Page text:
Purdy, by Adam Bucholz

            Jim got up. He put his robe on and walked down the hallway past the dog. The animal snored. You could see her eyeballs move under her eyelids. A dog dreaming in the hallway ain’t a bad thing, Jim might’ve thought had he hung around and assessed the beast, but Jim was in the kitchen frying eggs on the General Electric stove.

            While the eggs crackled, Jim pulled the pepper and salt from the cupboard. He put them down, grabbed the oven mitt hanging from the tequila-bottle-fridge magnet and walked back towards the stove. Jim watched the pair of yokes change from yellow to pink. He slid his weathered hand in the mitt, took hold of the cast iron pan and spun his way towards the table.

            He tilted the pan over the plate so the eggs would slide off but they didn’t. He tilted it more and more but the eggs hung to the pan like a baby to a boob. He looked around for a fork or knife, something within arm’s reach he could use to scrape the eggs off the goddamned cast iron but there was nothing.

            Jim flipped the pan right side up and walked towards the silverware drawer that was once full of silverware but was now full of plastic McDonald’s knives and Taco Bell sporks. At the time his wife Sue had left him, Jim didn’t have any money but he did have silverware and a refurbed fifty-four Ford. With the blessing of a judge, Sue took the truck and the spoons and the knives and the forks. She went to Tucson, married a Mexican and had another kid, Shelby, the half-sister of Jim’s sixteen year old son, Little Teddy.

            Jim grabbed a spork and, pan in hand, headed back to the plate. He scraped off the eggs. The fiery-eyed yokes glared back at him, angry at being dislodged from their warm cast iron bed. With his wife and her bullshit in the back of his mind, Jim stared the eggs down. Under his gaze the left yoke broke and bled yellow over the thin, cool porcelain plate.

            Ten minutes later, Jim was done eating. He sat on the front stoop of the house smoking a menthol cigarette. He watched the five-fifteen sky give way to the five-sixteen sky. The air was cold and Jim could see his breath. Fag to his lips, he took a drag, blew it out and watched it float away, presumably to Tucson.

            Jim looked at his watch. It was five-twenty. He stood up and walked down the stoop’s concrete steps. He stopped, took one last pull off the Newport and snuffed it out on the asphalt driveway. He put the butt in his pocket because he didn’t want Little Teddy to see it.

            Jim made his way to the side of the garage. Detached from the house, it sat at the back of the lot. He opened the door, walked through the workshop and shimmied his way in between the sheetrockless wall and “Purdy,” Jim’s big rig. The garage was dark, poorly lit, but the truck glowed purple. It was a mean truck.

            A single green LED light glowed on the wall. Jim pressed it. The garage opener’s motor growled as it hauled up the door. Jim watched the dim morning light spill on the truck. Purdy seemed to smile as she looked down the driveway towards the road and the world.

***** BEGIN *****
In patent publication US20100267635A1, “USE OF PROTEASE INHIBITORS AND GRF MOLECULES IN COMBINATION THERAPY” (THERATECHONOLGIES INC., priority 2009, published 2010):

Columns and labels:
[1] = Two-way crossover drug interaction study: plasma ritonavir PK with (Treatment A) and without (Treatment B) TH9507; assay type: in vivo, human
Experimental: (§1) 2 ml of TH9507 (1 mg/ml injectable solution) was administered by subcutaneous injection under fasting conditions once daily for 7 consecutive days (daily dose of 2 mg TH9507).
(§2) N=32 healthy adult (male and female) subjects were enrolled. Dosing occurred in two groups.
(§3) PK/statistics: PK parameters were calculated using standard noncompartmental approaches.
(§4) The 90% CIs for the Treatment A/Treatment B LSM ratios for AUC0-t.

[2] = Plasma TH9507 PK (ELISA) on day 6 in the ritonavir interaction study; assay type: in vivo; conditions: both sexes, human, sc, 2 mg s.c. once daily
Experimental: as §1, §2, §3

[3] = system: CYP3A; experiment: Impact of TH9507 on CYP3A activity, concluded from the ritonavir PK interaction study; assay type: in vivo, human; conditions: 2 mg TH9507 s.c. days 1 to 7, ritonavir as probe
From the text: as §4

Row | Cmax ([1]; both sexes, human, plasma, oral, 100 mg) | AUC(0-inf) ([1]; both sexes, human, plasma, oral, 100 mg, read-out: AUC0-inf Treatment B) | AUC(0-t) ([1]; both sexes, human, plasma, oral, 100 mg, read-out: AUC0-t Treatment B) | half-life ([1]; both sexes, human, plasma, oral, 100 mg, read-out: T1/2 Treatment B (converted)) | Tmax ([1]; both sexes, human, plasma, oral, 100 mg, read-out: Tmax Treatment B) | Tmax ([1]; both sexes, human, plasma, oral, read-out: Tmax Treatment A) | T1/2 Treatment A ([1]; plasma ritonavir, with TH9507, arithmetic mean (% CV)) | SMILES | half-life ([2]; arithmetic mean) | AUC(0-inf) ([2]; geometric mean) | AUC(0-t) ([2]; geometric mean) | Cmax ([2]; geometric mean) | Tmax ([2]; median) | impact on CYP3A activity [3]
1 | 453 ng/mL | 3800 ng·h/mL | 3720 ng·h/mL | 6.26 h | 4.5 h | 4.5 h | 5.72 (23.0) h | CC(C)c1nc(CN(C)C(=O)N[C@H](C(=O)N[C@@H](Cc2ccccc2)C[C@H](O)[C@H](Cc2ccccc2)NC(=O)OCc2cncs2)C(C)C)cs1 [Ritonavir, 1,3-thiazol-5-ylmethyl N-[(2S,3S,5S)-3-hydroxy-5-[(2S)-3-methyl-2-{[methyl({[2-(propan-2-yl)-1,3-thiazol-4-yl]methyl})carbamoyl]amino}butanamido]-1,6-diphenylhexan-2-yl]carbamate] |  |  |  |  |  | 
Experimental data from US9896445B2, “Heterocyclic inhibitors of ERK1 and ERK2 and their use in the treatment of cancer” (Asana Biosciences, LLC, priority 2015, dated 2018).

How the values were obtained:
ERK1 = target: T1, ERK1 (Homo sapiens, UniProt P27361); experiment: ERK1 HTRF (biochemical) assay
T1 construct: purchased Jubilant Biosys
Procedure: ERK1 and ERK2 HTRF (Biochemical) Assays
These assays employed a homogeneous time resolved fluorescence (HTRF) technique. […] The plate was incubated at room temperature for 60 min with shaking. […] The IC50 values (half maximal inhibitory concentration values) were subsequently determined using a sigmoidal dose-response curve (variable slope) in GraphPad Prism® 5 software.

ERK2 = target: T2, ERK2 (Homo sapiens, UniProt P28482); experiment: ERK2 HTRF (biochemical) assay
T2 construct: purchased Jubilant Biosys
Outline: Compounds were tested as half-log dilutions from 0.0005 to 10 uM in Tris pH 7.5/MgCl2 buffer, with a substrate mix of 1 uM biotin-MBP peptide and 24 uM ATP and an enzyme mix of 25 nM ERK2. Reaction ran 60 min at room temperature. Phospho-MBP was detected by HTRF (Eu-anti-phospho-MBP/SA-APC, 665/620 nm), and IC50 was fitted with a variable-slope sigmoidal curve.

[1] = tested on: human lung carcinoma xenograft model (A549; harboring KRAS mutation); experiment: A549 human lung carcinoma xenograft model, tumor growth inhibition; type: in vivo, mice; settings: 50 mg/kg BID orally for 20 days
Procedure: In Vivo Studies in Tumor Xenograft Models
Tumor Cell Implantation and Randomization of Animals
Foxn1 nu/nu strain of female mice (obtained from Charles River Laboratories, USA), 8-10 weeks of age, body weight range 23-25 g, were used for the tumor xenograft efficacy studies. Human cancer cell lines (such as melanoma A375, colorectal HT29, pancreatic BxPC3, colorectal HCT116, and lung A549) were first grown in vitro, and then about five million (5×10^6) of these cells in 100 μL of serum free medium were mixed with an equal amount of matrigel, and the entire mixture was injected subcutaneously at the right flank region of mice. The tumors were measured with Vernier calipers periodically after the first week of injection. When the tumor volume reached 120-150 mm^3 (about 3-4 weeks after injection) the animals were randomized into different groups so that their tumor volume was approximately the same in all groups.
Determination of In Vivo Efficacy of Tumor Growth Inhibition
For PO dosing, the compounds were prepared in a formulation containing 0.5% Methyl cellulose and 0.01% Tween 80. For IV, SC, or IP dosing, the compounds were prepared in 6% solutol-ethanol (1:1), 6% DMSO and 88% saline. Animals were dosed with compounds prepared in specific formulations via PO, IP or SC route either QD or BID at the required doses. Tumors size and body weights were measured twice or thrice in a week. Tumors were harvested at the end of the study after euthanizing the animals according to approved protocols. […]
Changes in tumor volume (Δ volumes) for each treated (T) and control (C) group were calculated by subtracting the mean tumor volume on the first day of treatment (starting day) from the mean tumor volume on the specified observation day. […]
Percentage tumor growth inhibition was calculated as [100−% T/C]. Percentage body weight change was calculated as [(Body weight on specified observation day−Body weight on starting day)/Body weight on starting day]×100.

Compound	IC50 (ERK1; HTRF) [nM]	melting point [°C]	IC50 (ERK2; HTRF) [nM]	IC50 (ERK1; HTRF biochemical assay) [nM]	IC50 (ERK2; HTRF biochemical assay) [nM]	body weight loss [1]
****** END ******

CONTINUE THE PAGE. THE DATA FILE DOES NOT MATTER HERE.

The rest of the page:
The door was fully open and Jim hopped in Purdy’s cab. He started her up, grabbed his log book from the glove compartment and stepped out. While the truck idled a voice came through its speakers. The radio was on and someone was talking about something or other but Jim didn’t hear it. He was half way down the driveway walking westward.

            Two plastic wrapped newspapers sat motionless about five feet from the street. Jim picked them up, turned round and headed back east. Jim slid the Financial Times out of its bag and looked over the pink paper’s headlines but found nothing of interest. “This is Teddy’s paper. I can’t get into this shit,” he thought. He looked up at the idling truck and could see that she was ready.

            He walked up the stoop of the house and opened the door. He stepped inside, set the papers on the counter and considered lifting another Newport from Kara’s purse. Kara was Little Teddy’s girlfriend, and she had spent the night but Jim thought the better of it. He left her purse and her cigarettes alone and stepped outside and into the humming truck.

            He lifted the brakes, put Purdy in gear and inched out the garage and onto the asphalt. Half way down the driveway the lowest branch of the big front yard pine blessed Purdy’s crown. “Five miles to the trailer and about a thousand to the coast,” thought Jim.

            Jim stopped the truck at the end of the driveway. He spun the radio dial, found an old country station and turned the treble up. He looked up the street and down it. No one to the right and nobody to the left. He pulled his foot off the brake and turned Purdy south.

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